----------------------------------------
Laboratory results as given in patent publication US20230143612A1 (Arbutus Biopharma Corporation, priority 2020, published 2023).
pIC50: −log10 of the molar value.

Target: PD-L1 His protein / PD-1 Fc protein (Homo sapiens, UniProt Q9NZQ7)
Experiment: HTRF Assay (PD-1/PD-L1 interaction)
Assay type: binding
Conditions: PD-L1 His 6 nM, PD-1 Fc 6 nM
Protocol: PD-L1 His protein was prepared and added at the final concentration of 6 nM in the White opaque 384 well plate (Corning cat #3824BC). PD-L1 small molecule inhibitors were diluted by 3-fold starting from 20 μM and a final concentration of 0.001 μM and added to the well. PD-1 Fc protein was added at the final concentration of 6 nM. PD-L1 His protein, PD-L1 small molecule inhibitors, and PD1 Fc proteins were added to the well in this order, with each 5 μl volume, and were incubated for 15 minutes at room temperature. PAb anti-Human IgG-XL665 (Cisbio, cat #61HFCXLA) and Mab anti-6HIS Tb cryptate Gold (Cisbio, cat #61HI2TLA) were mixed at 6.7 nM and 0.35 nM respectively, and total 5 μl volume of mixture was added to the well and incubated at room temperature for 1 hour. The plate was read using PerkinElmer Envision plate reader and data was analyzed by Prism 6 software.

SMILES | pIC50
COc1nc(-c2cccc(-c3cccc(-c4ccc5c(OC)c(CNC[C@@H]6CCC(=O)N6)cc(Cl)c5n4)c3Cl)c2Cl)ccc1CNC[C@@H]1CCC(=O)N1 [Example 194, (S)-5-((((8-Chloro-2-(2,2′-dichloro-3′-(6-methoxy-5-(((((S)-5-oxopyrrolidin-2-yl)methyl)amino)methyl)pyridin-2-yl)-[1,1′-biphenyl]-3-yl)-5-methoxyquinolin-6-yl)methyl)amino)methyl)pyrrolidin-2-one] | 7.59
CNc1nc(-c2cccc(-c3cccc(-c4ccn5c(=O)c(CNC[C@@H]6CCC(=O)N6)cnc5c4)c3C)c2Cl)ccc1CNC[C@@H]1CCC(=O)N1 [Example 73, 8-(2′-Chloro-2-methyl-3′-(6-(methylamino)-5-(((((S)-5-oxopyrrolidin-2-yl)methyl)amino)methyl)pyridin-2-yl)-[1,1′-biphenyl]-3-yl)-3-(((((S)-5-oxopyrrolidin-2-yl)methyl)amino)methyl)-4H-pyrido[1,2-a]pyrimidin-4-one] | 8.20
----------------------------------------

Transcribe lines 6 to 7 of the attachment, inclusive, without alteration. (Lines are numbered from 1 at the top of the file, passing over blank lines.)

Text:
Conditions: PD-L1 His 6 nM, PD-1 Fc 6 nM
Protocol: PD-L1 His protein was prepared and added at the final concentration of 6 nM in the White opaque 384 well plate (Corning cat #3824BC). PD-L1 small molecule inhibitors were diluted by 3-fold starting from 20 μM and a final concentration of 0.001 μM and added to the well. PD-1 Fc protein was added at the final concentration of 6 nM. PD-L1 His protein, PD-L1 small molecule inhibitors, and PD1 Fc proteins were added to the well in this order, with each 5 μl volume, and were incubated for 15 minutes at room temperature. PAb anti-Human IgG-XL665 (Cisbio, cat #61HFCXLA) and Mab anti-6HIS Tb cryptate Gold (Cisbio, cat #61HI2TLA) were mixed at 6.7 nM and 0.35 nM respectively, and total 5 μl volume of mixture was added to the well and incubated at room temperature for 1 hour. The plate was read using PerkinElmer Envision plate reader and data was analyzed by Prism 6 software.